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Americans Voice Concerns About Cyberwarfare: Survey

A new poll from Tenable Network Security addresses the views of Americans when it comes to cyberwarfare, or more pointedly, their concerns. As it turns out, a majority of the 1,100 people polled have some legitimate worries.

The poll’s results show that a fear of cyberwar is imminent, and that the U.S. will attack or be attacked within the next ten years is something a majority of the respondents share. Now, many of them may have been influenced by the headlines, which at the time were full of cybersecurity legislation and executive orders, in addition to news of China’s alleged involvement in attacks against The New York Times and The Washington Post. Still, their views are an interesting addition to the news cycle.

As SecurityWeek reported this week, the fact that President Obama signed an executive order that seeks to implement frameworks for voluntary information gathering and sharing, some fell it didn’t go far enough.

"For the most part the executive order is looking to implement frameworks that better enable voluntary cooperation across the public and private sector, especially as it relates to critical infrastructure, however it doesn't really address…how to deal with organizations that willingly neglect basic security procedures," said Amrit Williams, CTO of Lancope told SecurityWeek.

"I am not convinced that legislation is the best approach to ensure a base level of security and instead think that the focus should be on enabling better cooperation, information sharing, and incentives for organizations that meet certain requirements," Williams added.

If there is to be meaningful cybersecurity-based legislation, then according to Tenable’s data, the public supports it for the most part. Sixty percent of Americans who responded to the poll supported increases to government spending, if it pertained to training and equipping so-called cyberwarriors to defend the U.S. against outside attacks. Only 10 percent of respondents were opposed to this increase in spending.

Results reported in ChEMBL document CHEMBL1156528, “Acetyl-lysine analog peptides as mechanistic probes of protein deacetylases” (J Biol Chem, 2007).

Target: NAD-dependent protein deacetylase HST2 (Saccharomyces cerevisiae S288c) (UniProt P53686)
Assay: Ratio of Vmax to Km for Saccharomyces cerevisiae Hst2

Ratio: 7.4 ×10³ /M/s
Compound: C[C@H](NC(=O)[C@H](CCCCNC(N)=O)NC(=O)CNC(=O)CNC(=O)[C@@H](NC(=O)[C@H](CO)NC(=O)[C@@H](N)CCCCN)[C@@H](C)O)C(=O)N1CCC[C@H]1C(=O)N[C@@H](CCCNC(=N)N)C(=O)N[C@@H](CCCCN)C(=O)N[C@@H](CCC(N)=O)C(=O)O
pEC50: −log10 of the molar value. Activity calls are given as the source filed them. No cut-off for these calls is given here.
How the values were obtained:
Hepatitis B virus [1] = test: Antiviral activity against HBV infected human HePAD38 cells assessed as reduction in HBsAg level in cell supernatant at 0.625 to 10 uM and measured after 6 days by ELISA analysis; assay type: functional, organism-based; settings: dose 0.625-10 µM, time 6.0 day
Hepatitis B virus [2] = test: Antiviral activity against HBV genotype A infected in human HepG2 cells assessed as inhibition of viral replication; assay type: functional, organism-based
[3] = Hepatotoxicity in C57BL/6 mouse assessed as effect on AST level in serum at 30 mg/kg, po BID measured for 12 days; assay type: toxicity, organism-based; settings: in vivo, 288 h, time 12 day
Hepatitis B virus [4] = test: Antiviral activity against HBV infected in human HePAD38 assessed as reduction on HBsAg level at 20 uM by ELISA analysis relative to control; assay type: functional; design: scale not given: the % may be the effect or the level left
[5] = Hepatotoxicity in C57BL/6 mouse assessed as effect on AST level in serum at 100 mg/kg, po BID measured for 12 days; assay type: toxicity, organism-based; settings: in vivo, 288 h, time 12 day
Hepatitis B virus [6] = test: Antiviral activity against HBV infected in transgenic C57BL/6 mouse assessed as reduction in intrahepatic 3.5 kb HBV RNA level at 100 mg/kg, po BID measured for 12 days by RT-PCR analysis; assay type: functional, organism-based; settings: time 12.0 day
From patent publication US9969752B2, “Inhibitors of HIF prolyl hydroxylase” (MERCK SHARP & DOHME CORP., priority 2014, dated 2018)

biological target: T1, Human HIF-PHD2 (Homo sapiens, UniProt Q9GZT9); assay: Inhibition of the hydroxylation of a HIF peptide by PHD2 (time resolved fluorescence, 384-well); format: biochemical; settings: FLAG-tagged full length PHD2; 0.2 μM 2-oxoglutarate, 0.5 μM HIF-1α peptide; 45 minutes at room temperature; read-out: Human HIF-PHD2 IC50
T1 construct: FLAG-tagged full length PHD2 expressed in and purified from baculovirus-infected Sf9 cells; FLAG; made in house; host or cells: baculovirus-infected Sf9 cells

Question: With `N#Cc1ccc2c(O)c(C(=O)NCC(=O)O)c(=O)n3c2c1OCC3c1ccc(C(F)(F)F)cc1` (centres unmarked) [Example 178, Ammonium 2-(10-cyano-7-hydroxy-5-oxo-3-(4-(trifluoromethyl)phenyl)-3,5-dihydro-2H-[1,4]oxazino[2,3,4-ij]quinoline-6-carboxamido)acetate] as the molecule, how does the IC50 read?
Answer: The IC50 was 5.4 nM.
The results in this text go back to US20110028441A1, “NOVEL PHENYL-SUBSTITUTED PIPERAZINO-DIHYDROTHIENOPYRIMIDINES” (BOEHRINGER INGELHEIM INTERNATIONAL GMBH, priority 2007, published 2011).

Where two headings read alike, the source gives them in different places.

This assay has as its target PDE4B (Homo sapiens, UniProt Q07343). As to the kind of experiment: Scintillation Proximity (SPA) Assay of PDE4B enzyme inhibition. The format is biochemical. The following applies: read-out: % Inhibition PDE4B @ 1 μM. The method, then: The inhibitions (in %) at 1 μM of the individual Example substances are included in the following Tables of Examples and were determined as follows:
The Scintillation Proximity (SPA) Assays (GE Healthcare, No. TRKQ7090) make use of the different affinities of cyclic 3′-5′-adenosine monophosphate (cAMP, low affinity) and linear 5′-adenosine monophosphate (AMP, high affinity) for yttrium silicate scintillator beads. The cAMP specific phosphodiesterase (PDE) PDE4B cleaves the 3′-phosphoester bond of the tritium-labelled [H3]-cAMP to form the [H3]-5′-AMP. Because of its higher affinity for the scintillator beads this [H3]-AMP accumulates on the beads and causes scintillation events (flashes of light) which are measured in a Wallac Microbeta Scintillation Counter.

This expense is needed, as 93 percent believe that the nation’s private sector are at least somewhat vulnerable to state-sponsored attacks. Even more, 95 percent, believe that our government agencies themselves are at least somewhat, to very, vulnerable to cyberattacks.

When it comes to the ideals expressed in President Obama’s executive order, the respondents expressed conflicting sentiments about who should shoulder responsibility for protecting corporate networks.

Sixty-six percent believe corporations should be held responsible for cyber breaches when they occur, but 62 percent, say government should be responsible for protecting U.S. businesses and corporations from cyberattacks.

"I think these rather conflicting results on who should be held accountable reveal that Americans want both the public and private sector working closely together on cyber security," said Ron Gula, a former cyber security expert with the NSA and now CEO and CTO of Tenable Network Security. "I think they clearly want the government to be a better first line of defense but they also want to make sure U.S. Corporations are equally diligent in guarding against cyber attacks."

Another interesting data point centers on what would be attacked. Of those who answered, 37 percent said they were worried about disruptions to utilities (water, power, gas), while 21 percent named communications (phone, Internet). Seven percent listed transportation disruptions.

"It’s clear American citizens see the threat of cyber conflict around the corner, and the nation’s state of readiness for such attacks is a major concern," Gula said.

"Americans also want to see more done in both the public and private sector, with the government leading the way in setting standards and ensuring that important networks are protected. Given this strong level of support across age groups and demographics, we may see cyber security move up the list of critical policy and legislative proposals."

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Steve Ragan is a security reporter and contributor for SecurityWeek. Prior to joining the journalism world in 2005, he spent 15 years as a freelance IT contractor focused on endpoint security and security training.